Blood pressure is also measured continuously while the person does a Valsalva maneuver (forcefully trying to exhale without letting air escape through the nose or mouth—similar to straining during a bowel movement). Electrocardiography Electrocardiography Electrocardiography (ECG) is a quick, simple, painless medical test that measures the heart’s electrical impulses. During an ECG, the heart's electrical impulses are measured, amplified, and... read more is done to determine whether the heart rate changes as it normally does during deep breathing and the Valsalva maneuver.
A tilt table test Tilt Table Testing Tilt table testing is a medical test that measures how being in different positions affects heart rate, heart rhythm, and blood pressure. People with unexplained lightheadedness, dizziness,... read more may be done to check how blood pressure and heart rate change when position is changed. In this test, blood pressure is measured before and after the person, who is lying flat on a pivoting table, is tilted into an upright position.
The tilt table test and the Valsalva maneuver, done together, can help doctors determine whether a decrease in blood pressure is due to an autonomic nervous system disorder.
Doctors examine the pupils for abnormal responses or lack of response to changes in light.
Sweat testing is also done. For one sweat test, the sweat glands are stimulated by electrodes that are filled with acetylcholine and placed on the legs and forearm. Then, the volume of sweat is measured to determine whether sweat production is normal. A slight burning sensation may be felt during the test.
In the thermoregulatory sweat test, a dye is applied to the skin, and a person is placed in a closed, heated compartment to stimulate sweating. Sweat causes the dye to change color. Doctors can then evaluate the pattern of sweat loss, which may help them determine the cause of the autonomic nervous system disorder.
Other tests, including blood tests, may be done to check for disorders that can cause the autonomic disorder.
Treatment of Autonomic Disorders
Treatment of the cause if identified
Disorders that may be contributing to the autonomic disorder are treated. If no other disorders are present or if such disorders cannot be treated, the focus is on relieving symptoms.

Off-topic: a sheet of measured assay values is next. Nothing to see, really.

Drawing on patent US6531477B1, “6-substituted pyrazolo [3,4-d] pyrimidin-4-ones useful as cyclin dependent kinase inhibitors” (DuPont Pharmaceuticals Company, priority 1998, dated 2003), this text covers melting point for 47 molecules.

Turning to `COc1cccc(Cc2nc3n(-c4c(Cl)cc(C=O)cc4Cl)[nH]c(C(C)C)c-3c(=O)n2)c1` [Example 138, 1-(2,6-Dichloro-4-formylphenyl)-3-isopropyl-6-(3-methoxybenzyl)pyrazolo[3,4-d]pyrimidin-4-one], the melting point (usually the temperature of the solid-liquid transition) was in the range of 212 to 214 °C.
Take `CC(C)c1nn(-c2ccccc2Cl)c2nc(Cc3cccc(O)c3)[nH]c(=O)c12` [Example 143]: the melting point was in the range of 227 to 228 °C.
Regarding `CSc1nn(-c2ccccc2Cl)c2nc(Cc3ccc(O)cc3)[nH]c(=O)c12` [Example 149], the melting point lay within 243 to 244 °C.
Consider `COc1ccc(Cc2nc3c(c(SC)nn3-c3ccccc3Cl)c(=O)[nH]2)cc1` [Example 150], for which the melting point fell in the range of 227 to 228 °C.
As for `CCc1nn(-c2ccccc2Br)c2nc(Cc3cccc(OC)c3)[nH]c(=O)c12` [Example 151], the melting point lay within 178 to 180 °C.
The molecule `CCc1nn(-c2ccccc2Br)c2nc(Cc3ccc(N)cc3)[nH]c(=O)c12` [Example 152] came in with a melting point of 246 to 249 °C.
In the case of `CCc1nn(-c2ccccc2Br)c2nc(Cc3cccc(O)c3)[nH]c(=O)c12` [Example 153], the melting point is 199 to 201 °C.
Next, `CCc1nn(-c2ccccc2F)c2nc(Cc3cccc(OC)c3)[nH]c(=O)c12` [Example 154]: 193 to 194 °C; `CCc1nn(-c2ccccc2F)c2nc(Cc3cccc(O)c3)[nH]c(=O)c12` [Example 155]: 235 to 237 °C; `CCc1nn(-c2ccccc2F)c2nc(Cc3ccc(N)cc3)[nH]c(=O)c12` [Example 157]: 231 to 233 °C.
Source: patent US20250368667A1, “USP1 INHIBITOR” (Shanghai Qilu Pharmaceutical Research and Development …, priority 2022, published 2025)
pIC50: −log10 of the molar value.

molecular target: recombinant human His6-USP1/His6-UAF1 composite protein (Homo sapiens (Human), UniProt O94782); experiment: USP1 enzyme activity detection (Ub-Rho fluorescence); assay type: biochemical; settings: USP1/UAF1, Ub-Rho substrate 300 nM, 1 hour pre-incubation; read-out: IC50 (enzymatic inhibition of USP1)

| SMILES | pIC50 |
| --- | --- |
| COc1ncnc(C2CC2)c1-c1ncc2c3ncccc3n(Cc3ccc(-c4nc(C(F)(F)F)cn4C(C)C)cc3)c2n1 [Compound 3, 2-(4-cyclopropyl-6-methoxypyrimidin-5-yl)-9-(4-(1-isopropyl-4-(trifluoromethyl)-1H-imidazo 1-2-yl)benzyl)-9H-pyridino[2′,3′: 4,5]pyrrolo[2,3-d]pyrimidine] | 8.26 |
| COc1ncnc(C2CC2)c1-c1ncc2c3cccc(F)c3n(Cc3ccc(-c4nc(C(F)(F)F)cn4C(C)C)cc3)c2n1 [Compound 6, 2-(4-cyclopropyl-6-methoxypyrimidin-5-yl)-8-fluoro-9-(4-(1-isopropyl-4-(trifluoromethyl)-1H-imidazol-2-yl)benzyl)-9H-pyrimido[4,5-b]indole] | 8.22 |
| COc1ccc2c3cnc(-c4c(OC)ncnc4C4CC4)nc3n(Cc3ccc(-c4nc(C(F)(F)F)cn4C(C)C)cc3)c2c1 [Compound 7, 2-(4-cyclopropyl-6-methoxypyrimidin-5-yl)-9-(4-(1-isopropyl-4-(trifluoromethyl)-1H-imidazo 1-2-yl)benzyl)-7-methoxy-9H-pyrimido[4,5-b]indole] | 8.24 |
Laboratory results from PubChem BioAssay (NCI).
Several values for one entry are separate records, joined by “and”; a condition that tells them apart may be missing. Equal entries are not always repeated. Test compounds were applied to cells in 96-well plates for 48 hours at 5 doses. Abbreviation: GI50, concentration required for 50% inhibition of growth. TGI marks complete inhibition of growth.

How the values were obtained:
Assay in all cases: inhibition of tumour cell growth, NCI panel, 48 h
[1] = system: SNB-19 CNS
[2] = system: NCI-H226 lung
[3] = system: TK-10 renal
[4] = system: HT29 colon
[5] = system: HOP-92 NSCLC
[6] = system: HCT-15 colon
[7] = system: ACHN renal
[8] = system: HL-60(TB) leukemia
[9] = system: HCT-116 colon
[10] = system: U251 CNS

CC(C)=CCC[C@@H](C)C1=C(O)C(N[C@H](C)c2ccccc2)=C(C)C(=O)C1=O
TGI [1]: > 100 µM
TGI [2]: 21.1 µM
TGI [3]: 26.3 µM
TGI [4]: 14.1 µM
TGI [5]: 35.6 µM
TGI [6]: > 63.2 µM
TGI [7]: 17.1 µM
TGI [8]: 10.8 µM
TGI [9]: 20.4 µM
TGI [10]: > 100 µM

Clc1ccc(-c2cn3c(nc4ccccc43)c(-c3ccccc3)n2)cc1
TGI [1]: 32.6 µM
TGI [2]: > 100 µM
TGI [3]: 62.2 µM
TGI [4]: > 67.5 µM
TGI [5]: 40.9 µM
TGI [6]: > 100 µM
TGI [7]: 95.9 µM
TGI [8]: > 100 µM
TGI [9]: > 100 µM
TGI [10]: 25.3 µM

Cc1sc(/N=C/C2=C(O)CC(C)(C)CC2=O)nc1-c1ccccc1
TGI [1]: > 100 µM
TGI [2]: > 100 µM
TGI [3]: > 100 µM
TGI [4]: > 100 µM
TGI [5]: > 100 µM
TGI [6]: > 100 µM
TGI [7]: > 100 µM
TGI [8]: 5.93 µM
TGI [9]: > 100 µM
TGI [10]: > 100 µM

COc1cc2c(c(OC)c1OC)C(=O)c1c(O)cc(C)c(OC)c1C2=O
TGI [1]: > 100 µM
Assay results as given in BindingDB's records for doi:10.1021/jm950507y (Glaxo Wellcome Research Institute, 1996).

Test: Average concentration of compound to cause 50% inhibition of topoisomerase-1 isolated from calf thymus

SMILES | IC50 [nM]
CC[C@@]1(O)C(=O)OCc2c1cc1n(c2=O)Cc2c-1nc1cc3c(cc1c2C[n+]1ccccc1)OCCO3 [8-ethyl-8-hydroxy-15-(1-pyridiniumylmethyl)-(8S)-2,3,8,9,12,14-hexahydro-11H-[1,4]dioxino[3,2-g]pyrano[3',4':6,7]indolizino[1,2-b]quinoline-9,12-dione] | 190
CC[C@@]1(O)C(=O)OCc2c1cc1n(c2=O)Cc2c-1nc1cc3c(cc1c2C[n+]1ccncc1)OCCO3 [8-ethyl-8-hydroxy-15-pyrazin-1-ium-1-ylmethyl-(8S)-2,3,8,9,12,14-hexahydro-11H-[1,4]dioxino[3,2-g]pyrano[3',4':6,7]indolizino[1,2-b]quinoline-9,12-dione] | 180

Simple measures and sometimes medications can help relieve some symptoms of autonomic disorders:
Orthostatic hypotension: People are advised to elevate the head of the bed by about 4 inches (10 centimeters) and to stand up slowly. Wearing a compression or support garment, such as an abdominal binder or compression stockings, may help. Consuming more salt and water helps maintain the volume of blood in the bloodstream and thus blood pressure. Sometimes medications are used. Fludrocortisone helps maintain blood volume and thus blood pressure. Midodrine helps maintain blood pressure by causing arteries to narrow (constrict). These medications are taken by mouth.
Decreased or absent sweating: If sweating is reduced or absent, avoiding warm environments is useful.
Urinary incontinence Treatment Urinary incontinence is involuntary loss of urine. Incontinence can occur in both men and women at any age, but it is more common among women and older adults, affecting about 30% of older women... read more : Oxybutynin, mirabegron, tamsulosin, or tolterodine, taken by mouth, may be used to relax the muscles of an overactive bladder. If incontinence persists, using a catheter inserted into the bladder may help. People may learn to insert it themselves.
Urinary retention: If urinary retention occurs because the bladder cannot contract normally, people can be taught to insert a catheter (a thin rubber tube) through the urethra and into the bladder themselves. The catheter allows the retained urine in the bladder to drain out, thus providing relief. People insert the catheter several times a day and remove it after the bladder is empty. Bethanechol can be used to increase bladder tone and thus help the bladder empty.
Constipation: A high-fiber diet and stool softeners are recommended. If constipation persists, enemas may be necessary.
Erectile dysfunction: Usually, treatment consists of medications such as sildenafil, tadalafil, or vardenafil taken by mouth. Constriction devices Mechanical devices and procedures Erectile dysfunction (ED) is the inability to attain or sustain an erection satisfactory for sexual intercourse. (See also Overview of Sexual Dysfunction in Men.) Every man occasionally has... read more (bands and rings placed at the base of the penis) and/or vacuum devices are sometimes used.